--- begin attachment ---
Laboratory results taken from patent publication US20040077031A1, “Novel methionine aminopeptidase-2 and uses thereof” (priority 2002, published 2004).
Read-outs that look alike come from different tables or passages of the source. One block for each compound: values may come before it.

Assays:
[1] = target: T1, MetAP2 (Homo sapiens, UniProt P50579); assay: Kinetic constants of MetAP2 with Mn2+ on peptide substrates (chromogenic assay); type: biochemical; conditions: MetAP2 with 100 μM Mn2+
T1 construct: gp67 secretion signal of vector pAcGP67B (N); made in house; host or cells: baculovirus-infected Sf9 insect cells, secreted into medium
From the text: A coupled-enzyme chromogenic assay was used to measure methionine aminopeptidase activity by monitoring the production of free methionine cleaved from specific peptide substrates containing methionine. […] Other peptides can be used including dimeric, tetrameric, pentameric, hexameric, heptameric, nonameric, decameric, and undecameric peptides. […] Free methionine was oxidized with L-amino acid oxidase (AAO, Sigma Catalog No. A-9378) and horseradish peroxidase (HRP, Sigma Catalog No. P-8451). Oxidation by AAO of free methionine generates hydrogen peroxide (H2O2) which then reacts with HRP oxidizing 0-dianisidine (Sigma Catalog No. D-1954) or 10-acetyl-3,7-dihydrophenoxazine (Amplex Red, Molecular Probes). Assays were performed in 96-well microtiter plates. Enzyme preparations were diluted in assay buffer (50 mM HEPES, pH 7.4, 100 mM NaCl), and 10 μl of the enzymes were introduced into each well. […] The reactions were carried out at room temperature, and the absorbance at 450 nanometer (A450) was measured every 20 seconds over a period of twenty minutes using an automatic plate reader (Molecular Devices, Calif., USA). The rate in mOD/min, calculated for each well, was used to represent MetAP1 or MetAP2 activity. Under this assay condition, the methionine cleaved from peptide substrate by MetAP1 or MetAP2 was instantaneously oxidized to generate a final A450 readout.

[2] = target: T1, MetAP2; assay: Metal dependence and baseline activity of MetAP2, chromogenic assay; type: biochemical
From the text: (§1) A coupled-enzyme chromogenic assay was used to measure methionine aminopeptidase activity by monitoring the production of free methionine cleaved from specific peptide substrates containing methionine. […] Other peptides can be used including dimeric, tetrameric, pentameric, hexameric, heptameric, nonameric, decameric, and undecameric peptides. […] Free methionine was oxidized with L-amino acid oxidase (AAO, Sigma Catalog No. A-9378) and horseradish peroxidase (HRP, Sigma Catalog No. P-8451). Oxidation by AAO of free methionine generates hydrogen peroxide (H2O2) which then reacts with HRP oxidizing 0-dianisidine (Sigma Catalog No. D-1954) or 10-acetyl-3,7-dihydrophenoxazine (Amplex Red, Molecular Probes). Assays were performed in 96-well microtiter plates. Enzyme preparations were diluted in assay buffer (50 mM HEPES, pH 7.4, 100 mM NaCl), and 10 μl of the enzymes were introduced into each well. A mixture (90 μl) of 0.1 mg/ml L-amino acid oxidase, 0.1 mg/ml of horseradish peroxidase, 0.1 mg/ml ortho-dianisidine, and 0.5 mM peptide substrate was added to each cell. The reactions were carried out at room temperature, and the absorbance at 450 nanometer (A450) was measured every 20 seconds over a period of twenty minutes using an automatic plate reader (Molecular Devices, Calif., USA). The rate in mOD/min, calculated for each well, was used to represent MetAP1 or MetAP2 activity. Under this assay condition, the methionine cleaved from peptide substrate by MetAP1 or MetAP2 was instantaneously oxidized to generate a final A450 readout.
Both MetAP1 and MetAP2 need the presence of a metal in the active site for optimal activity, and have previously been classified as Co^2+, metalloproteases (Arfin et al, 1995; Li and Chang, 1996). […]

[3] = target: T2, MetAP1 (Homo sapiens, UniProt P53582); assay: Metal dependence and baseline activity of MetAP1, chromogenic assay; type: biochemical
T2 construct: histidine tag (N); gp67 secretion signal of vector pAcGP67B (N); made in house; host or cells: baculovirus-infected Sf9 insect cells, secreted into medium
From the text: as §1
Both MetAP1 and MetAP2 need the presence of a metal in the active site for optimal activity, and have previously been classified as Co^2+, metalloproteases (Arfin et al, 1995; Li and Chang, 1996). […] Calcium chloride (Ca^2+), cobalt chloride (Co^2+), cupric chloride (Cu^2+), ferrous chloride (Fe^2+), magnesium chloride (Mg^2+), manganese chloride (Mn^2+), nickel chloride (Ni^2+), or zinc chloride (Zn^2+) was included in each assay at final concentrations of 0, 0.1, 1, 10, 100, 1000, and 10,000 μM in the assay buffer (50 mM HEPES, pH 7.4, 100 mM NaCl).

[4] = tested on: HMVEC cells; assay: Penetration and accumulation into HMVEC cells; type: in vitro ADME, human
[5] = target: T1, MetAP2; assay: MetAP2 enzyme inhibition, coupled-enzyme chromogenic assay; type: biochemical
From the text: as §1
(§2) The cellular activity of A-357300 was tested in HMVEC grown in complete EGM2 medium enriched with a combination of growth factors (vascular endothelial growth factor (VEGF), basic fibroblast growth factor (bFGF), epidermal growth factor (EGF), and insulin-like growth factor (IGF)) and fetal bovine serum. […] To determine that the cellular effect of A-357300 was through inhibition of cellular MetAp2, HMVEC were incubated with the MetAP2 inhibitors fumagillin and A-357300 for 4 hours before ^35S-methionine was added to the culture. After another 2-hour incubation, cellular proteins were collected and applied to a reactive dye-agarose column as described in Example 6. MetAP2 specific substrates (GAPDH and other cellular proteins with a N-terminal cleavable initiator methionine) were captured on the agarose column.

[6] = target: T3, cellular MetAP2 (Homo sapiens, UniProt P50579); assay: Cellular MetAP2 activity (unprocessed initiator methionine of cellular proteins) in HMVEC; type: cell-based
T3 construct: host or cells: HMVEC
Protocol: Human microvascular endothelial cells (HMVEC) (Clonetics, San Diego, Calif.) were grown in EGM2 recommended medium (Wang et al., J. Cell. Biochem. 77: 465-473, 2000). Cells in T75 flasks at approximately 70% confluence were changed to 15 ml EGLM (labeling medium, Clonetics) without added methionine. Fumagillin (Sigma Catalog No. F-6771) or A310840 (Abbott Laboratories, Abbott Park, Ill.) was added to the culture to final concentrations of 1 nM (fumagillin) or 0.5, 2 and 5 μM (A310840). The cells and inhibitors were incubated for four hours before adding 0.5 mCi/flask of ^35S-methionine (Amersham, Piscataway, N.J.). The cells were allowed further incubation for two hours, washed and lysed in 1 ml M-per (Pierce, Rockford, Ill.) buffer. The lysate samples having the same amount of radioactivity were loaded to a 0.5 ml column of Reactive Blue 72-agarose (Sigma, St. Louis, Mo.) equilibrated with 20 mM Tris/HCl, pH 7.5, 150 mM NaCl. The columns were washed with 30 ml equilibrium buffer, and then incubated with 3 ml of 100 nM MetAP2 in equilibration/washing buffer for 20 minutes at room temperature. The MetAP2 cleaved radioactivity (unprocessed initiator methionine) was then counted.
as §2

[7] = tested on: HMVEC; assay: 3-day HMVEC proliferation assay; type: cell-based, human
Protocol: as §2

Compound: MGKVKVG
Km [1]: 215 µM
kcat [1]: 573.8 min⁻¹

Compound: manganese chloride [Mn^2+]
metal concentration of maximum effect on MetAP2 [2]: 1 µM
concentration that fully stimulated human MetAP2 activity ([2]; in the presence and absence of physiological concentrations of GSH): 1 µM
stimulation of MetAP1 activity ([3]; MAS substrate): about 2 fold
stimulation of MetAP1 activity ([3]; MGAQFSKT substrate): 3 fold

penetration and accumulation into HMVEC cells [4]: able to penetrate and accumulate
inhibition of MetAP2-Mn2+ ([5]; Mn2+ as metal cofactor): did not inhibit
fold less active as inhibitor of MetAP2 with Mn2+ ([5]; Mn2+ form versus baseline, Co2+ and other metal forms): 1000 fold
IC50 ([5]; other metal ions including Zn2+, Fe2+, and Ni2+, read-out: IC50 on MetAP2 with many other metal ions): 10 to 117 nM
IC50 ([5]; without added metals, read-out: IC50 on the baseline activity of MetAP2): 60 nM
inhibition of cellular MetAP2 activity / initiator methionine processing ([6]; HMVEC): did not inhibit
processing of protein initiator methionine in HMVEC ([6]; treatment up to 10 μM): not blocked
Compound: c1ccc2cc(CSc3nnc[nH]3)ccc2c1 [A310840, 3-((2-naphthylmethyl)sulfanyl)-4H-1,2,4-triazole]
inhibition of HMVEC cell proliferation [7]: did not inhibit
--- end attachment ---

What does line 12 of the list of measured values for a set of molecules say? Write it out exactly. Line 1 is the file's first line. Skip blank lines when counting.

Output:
From the text: as §1